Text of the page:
ABSTRACT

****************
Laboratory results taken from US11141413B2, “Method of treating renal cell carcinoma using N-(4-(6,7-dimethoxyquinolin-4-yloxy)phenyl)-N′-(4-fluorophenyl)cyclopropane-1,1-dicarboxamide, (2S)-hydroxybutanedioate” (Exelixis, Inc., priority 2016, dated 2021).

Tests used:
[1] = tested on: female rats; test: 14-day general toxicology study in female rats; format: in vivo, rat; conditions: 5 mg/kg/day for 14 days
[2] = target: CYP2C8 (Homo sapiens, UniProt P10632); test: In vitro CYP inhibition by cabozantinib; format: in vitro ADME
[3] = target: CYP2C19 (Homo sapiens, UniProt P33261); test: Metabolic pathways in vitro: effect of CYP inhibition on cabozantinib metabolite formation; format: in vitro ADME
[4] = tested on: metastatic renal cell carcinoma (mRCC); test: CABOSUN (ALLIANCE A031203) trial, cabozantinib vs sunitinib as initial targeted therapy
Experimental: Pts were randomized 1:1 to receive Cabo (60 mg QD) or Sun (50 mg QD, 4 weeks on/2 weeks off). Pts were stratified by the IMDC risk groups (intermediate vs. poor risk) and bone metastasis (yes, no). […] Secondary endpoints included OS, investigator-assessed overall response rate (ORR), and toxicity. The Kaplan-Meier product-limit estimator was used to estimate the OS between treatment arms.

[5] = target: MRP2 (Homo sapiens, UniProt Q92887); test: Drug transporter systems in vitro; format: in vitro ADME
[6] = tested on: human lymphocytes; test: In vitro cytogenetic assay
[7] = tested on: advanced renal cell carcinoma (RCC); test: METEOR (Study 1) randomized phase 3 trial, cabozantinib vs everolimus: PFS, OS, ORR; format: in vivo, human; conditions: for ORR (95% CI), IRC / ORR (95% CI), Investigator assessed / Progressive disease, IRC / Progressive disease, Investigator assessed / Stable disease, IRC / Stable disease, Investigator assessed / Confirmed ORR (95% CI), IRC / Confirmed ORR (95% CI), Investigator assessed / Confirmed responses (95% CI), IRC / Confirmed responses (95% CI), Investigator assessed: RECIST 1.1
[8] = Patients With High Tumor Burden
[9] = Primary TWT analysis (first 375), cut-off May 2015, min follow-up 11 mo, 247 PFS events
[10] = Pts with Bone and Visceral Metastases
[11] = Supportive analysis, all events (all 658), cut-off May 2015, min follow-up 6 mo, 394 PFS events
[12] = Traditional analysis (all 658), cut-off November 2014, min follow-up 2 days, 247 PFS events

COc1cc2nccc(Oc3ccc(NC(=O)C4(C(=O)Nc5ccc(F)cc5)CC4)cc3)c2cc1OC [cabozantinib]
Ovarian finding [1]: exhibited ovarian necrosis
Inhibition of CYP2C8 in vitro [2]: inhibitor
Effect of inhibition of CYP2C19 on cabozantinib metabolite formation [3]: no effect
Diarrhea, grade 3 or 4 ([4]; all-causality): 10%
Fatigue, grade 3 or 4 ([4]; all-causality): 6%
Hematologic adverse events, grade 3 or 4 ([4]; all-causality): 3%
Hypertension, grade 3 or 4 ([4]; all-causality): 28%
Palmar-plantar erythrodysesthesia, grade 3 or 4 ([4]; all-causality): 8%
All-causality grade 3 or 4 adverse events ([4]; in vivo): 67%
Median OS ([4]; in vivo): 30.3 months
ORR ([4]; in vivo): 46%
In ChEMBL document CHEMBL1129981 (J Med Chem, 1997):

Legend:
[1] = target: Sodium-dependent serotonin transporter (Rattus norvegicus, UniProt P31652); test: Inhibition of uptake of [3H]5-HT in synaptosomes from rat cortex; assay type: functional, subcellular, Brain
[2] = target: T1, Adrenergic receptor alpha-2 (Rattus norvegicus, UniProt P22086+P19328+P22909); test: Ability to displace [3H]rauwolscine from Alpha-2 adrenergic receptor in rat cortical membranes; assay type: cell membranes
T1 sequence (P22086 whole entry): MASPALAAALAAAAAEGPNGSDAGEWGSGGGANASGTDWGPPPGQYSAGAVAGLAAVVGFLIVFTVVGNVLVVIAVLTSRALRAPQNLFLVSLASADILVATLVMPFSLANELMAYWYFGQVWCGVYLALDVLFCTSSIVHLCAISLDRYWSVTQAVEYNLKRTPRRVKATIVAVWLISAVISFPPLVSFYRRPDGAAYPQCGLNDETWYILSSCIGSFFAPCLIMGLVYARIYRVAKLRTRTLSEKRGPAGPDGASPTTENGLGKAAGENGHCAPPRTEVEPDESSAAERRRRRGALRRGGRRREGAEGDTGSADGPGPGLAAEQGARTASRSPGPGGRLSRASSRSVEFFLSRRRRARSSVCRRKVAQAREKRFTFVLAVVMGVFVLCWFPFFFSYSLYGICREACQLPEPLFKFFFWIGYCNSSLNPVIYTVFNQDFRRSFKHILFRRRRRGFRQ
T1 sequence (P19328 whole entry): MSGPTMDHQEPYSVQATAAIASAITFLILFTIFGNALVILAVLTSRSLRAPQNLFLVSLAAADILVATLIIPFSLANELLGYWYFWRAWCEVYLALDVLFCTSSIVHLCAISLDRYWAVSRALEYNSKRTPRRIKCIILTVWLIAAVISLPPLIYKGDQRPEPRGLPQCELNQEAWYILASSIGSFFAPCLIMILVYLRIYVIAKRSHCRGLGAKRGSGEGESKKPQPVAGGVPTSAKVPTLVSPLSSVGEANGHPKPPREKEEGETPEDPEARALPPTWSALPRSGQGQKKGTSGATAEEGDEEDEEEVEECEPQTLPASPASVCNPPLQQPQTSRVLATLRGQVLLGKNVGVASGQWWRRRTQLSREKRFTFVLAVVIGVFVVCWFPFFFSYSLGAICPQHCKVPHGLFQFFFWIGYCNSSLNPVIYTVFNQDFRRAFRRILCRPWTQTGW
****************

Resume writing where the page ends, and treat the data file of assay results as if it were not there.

Fifteen years into the 'eco' tourism boom, Indigenous Peoples find themselves lacking the capacity to evaluate relevant policy forums and programmes. Governments and development agencies have developed a global framework for 'sustainable' tourism, without engaging the very peoples affected. There are vast discrepancies in approaches to 'development' between industry and Indigenous Peoples. In the corporate/consumer world, governments are sewing up trade regimes, putting peoples and communities in bondage for the sake of economic growth. Among Indigenous Peoples, the bottom line is not money but the sacred contracts sustaining life systems. Effective cross cultural dialogue is welcoming of the contentious issues. The process is non-discriminatory and creates safe ground for everyone involved. There is open brainstorming and consideration of solutions. It is time to start this listening journey, with sincerity and humility -particularly from major industry players such as the WTO-OMT. For this type of dialogue process to succeed, there must be built-in provisions for parity.